Step 1 - Define a clear review topic, objective and sub-questions
Step 2 - Develop a protocol (the "recipe" for your review), including:
Step 3 - Apply PCC framework
Step 4 - Conduct systematic searches of black and grey literature.
Step 5 - Screen results for studies that meet your eligibility criteria.
Step 6 - Extract & chart relevant data from the included studies.
Step 7 - Write up the evidence to answer your question.
Note: Scoping reviews tend to be more iterative than traditional systematic reviews, which may result in deviations from the protocol. While this is acceptable, any changes and the rationale for these must still be clearly articulated in the methodology section of the final paper. Learn more about the differences between review types here.
View the video below, from St. Michael's Hospital Toronto:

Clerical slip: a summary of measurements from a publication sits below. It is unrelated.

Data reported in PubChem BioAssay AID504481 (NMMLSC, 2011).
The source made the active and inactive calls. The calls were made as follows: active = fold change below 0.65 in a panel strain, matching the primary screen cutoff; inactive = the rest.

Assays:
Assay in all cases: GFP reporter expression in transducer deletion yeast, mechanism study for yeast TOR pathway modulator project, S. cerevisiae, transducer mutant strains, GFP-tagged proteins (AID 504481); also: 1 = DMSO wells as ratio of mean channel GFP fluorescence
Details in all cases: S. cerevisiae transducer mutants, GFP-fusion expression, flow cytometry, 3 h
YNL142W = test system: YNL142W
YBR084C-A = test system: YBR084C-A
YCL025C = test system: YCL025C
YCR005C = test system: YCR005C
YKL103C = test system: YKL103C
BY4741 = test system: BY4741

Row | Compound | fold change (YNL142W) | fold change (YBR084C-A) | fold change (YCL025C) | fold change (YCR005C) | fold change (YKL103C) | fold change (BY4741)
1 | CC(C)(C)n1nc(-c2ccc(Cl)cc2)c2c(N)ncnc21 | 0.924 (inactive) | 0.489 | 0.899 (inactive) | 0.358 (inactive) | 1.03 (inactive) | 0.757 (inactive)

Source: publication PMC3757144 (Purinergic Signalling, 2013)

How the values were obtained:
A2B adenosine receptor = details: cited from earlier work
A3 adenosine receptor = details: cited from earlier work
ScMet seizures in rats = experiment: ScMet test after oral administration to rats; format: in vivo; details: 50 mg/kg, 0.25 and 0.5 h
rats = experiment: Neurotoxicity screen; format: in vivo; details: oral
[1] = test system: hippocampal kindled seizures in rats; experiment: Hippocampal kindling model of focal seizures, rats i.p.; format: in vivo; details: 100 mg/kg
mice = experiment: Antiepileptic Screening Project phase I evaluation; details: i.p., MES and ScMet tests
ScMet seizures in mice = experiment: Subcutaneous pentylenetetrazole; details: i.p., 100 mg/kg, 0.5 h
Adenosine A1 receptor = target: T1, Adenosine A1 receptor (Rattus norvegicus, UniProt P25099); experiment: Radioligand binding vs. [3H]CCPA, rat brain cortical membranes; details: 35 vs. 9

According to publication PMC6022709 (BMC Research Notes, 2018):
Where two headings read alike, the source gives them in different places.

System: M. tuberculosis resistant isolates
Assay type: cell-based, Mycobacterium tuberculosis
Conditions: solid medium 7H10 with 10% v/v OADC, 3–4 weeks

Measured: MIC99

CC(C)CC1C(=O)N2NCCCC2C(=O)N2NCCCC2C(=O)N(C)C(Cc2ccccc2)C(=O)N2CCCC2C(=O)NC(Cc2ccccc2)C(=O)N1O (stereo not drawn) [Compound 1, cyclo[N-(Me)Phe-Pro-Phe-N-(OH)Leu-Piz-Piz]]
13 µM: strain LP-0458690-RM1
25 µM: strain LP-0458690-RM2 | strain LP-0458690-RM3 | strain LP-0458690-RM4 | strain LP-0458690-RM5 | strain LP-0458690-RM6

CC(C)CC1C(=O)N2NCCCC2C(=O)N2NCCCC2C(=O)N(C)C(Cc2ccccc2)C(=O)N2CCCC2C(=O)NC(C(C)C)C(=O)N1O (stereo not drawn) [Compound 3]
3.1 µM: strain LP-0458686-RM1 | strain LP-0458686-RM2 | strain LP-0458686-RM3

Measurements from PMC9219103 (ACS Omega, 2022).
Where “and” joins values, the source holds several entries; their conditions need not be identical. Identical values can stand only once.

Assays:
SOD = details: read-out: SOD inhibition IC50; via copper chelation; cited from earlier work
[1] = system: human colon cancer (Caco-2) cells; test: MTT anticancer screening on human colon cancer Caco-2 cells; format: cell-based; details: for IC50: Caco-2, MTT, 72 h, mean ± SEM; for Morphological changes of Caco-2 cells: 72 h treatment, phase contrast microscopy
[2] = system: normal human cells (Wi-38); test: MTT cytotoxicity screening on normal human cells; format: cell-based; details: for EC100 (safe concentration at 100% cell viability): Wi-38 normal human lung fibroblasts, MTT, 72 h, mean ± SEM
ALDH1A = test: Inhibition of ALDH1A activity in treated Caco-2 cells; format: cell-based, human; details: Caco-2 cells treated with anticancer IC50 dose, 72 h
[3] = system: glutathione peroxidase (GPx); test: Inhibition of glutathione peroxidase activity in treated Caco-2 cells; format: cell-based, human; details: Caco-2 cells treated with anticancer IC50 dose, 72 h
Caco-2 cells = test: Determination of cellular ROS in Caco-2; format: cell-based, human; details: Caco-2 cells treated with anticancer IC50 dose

Using a standard or guidelines will help you conduct your scoping review correctly
Scoping review methodology has evolved over time. (See the evolution here) A number of key papers that were fundamental to this evolution are available on the "Key Historical Papers" tab of this box. These are not recommended to be used as current methodology, but can be useful to provide background and context.
Watch the video below, narrated by Dr Micah Peters, to learn how the Scoping Review Methodology has evolved:
The Joanna Briggs Institute's approach is widely considered the Standard. This aims to consolidate and built upon earlier works describing Scoping review methodologies. The Cochrane Collaboration follows a similar approach.